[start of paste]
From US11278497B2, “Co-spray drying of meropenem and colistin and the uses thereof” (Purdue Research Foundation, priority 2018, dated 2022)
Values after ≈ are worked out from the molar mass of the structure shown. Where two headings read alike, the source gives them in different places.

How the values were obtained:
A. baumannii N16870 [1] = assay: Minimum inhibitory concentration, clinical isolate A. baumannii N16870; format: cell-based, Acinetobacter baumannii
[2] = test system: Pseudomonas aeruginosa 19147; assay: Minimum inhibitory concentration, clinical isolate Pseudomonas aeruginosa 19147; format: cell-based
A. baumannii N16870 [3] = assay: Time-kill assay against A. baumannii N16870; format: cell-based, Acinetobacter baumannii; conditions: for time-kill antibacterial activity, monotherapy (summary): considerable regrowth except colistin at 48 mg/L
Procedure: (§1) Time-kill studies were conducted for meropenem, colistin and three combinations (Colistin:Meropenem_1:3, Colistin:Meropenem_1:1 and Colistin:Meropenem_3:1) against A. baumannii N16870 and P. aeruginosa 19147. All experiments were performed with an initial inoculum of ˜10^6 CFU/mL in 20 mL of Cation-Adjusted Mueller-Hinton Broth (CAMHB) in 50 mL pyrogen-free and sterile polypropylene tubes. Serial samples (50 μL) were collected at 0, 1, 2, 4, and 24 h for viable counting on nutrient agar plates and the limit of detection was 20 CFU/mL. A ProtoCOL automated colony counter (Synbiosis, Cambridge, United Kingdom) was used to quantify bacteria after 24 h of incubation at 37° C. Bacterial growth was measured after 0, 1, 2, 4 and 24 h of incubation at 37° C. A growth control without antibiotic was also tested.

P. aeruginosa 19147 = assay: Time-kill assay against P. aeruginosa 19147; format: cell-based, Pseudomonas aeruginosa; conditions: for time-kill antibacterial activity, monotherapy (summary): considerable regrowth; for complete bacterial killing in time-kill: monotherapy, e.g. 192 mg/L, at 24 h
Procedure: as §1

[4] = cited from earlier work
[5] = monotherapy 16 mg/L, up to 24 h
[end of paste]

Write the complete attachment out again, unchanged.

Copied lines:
From US11278497B2, “Co-spray drying of meropenem and colistin and the uses thereof” (Purdue Research Foundation, priority 2018, dated 2022)
Values after ≈ are worked out from the molar mass of the structure shown. Where two headings read alike, the source gives them in different places.

How the values were obtained:
A. baumannii N16870 [1] = assay: Minimum inhibitory concentration, clinical isolate A. baumannii N16870; format: cell-based, Acinetobacter baumannii
[2] = test system: Pseudomonas aeruginosa 19147; assay: Minimum inhibitory concentration, clinical isolate Pseudomonas aeruginosa 19147; format: cell-based
A. baumannii N16870 [3] = assay: Time-kill assay against A. baumannii N16870; format: cell-based, Acinetobacter baumannii; conditions: for time-kill antibacterial activity, monotherapy (summary): considerable regrowth except colistin at 48 mg/L
Procedure: (§1) Time-kill studies were conducted for meropenem, colistin and three combinations (Colistin:Meropenem_1:3, Colistin:Meropenem_1:1 and Colistin:Meropenem_3:1) against A. baumannii N16870 and P. aeruginosa 19147. All experiments were performed with an initial inoculum of ˜10^6 CFU/mL in 20 mL of Cation-Adjusted Mueller-Hinton Broth (CAMHB) in 50 mL pyrogen-free and sterile polypropylene tubes. Serial samples (50 μL) were collected at 0, 1, 2, 4, and 24 h for viable counting on nutrient agar plates and the limit of detection was 20 CFU/mL. A ProtoCOL automated colony counter (Synbiosis, Cambridge, United Kingdom) was used to quantify bacteria after 24 h of incubation at 37° C. Bacterial growth was measured after 0, 1, 2, 4 and 24 h of incubation at 37° C. A growth control without antibiotic was also tested.

P. aeruginosa 19147 = assay: Time-kill assay against P. aeruginosa 19147; format: cell-based, Pseudomonas aeruginosa; conditions: for time-kill antibacterial activity, monotherapy (summary): considerable regrowth; for complete bacterial killing in time-kill: monotherapy, e.g. 192 mg/L, at 24 h
Procedure: as §1

[4] = cited from earlier work
[5] = monotherapy 16 mg/L, up to 24 h